|Investment themes for 2011
Monday, December 20, 2010
This past year proved to be a decent year for most investors.
The question now is, “How can you boost investment returns in
the current low interest environment?”
An aftermath of the 2008-09 credit crisis is a very low interest
rate environment with no end in sight. Investors have suffered
through a very poor decade of returns for the most part, and
this has in turn led many investors into fixed-income and balanced
investments. While these investments are definitely safer than
equities and other more volatile investment vehicles, most of
them are also not returning much once inflation and taxation
are factored in.
Most of us, and especially those without a defined benefit
pension plan, need our investments to generate decent returns,
or our retirement lifestyle may suffer as a result. The million-dollar
question is how can we do it without taking too many risks?
Here are a few ideas that may be help you achieve better returns.
From a defensive standpoint, I’d avoid taking too heavy a position
in Europe for the next couple of years. The sovereign debt problems
in the eurozone peripheral nations Portugal, Italy, Ireland,
Greece and Spain (collectively know as the PIIGS) are far from
over. Greece was the first to face questions about its ability
to pay government debt, until the European Union set up a bailout
fund, funded mostly by Germany and France, to quell the storm.
Much of the sovereign debt comes due in 2011, so we will get
a better picture of how Europe will manage that issue. Some
European countries have already made plans to reduce government
payrolls, increase the retirement age for benefits, and other
fiscal decisions that won’t help economies in the short run.
Decreased consumption will also negatively affect companies
that do business in Europe.
The United States
Too many problems in the U.S. these days, and none are close
to being resolved in the next three to five years. Government
and consumer debt are far too high. This will help keep consumption
lower than normal as balance sheets are repaired. The U.S. does
have the capacity to raise more money through taxation, but
raising taxes in the U.S. is always difficult, even more so
with the economy still struggling and elections in the not so
distant future. Many U.S. companies are now global companies,
so decreases in domestic earnings will be offset by increases
in emerging markets.
As with Europe, from a defensive standpoint, I wouldn’t have
too much U.S. exposure.
The problem now is that most fixed-income returns aren’t great,
and with reduced exposure to the U.S. and Europe, where can
you move some money or add to a position in order to have a
decent opportunity for growth. I think the answer is to have
some assets invested where most of the world’s growth is occurring
and is likely to continue: Emerging economies.
Emerging nations carried the world out of the last recession,
when Western economies were sluggish and drowning in the credit
crisis. For the most part, they avoided the credit crisis, not
because they have better banking systems than developed nations
do, but mostly because their banking systems are less well developed.
Consumers didn’t have the same access to mortgages or credit,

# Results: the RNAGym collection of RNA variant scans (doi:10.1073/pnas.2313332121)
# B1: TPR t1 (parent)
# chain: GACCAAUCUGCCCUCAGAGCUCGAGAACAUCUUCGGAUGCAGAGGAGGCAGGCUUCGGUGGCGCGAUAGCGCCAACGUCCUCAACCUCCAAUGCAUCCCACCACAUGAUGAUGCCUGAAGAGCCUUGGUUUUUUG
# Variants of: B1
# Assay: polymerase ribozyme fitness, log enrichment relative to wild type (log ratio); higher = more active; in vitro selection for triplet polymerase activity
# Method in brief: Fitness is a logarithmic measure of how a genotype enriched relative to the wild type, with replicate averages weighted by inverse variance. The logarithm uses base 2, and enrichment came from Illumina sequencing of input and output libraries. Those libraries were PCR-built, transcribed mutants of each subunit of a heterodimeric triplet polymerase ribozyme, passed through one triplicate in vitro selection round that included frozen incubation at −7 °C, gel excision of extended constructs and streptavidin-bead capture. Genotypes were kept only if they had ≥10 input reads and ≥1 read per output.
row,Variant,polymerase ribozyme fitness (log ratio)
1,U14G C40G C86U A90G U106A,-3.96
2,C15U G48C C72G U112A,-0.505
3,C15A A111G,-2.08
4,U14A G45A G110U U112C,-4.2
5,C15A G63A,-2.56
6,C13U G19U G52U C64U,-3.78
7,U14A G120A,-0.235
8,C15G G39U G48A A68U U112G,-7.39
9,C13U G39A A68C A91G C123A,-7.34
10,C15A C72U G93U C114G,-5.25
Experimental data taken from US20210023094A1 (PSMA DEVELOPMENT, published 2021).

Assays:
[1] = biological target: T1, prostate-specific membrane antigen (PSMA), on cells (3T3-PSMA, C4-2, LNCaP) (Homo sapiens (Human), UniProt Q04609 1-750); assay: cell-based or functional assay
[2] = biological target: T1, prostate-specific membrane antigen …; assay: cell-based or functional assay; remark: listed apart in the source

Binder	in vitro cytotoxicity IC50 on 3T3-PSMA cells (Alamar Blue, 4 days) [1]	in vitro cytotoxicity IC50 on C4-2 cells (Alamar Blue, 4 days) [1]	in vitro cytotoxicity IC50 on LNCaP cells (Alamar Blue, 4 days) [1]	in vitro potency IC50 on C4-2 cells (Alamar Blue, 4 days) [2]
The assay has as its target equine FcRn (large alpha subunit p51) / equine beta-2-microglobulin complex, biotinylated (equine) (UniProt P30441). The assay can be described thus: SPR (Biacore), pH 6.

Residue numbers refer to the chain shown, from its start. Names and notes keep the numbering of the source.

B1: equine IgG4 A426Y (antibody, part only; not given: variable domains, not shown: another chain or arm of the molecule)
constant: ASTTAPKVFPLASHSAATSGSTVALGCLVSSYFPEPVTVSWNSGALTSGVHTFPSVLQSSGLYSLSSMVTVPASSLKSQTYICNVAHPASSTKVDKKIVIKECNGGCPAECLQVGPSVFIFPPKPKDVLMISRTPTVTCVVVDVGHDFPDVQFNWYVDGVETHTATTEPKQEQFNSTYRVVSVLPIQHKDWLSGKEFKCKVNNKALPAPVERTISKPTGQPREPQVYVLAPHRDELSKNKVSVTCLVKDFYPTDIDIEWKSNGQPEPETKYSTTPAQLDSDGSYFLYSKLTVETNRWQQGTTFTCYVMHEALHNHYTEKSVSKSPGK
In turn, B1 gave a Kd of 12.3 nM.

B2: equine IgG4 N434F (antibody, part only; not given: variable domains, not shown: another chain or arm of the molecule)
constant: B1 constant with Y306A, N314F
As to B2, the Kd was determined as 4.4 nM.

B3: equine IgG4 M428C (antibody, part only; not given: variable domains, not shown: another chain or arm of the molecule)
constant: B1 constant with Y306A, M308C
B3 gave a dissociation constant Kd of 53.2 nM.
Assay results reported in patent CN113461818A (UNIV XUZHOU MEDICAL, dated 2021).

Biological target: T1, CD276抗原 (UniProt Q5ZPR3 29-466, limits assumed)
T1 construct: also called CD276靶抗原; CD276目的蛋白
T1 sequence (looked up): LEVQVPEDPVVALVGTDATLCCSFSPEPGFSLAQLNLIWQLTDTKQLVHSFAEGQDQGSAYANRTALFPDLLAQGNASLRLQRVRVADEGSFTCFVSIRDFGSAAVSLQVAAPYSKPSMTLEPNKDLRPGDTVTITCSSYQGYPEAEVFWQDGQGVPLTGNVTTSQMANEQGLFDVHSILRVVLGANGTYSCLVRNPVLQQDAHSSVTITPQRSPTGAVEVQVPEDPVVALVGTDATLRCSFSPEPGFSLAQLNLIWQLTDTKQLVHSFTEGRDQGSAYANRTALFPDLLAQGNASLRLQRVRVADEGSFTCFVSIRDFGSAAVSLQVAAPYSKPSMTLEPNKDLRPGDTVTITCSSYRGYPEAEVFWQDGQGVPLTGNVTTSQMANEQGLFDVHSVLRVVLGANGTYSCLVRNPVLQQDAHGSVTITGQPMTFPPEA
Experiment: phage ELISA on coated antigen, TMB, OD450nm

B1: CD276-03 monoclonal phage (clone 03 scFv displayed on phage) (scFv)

which was where the crisis originated.
Natural resources are another way to capitalize
on the emerging markets’ thirst for energy, while still dealing
with stable Western companies. Many of funds in this sector
have produced 15%-20% annual compounded growth on a 10-year
basis, even though many dropped close to 50% in 2008.
Precious metals are another way to diversify
your portfolio. The euro may be in trouble owing to sovereign
debt problems and falling consumption. Some countries many even
attempt to exit the eurozone and go back to their old currency
to give them greater control over their economies. That would
make the euro very unstable in the short term. Where do countries
with huge cash reserves, like China and Russia, go for safety?
The U.S. economy is also in trouble, so the greenback may not
be the answer. Some of these countries will increase gold holdings
to diversify and to hedge against falling euro and U.S. dollar.
The world has changed a great deal in the last decade, and
economic power has definitely moved east, away from the US and
the Western world in general. The growth rates of the developed
Western economies are slowing, and populations are aging quickly.
The emerging markets have rapidly growing economies and younger
populations. As investors, we have to recognize this paradigm
shift and invest accordingly.
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Commissions, trailing commissions, management fees and expenses
all may be associated with mutual fund investments. Please read the
simplified prospectus before investing. Mutual funds are not
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no assurances that the fund will be able to maintain its net asset
value per security at a constant amount or that the full amount of
your investment in the fund will be returned to you. Fund values
change frequently and past performance may not be repeated.
Personal Opinions & Recommendations Disclaimer
The foregoing is for general information purposes only and is the
opinion of the writer. This information is not intended to provide
specific personalized advice including, without limitation,
investment, financial, legal, accounting or tax advice. However,
please call the author to discuss your particular circumstances.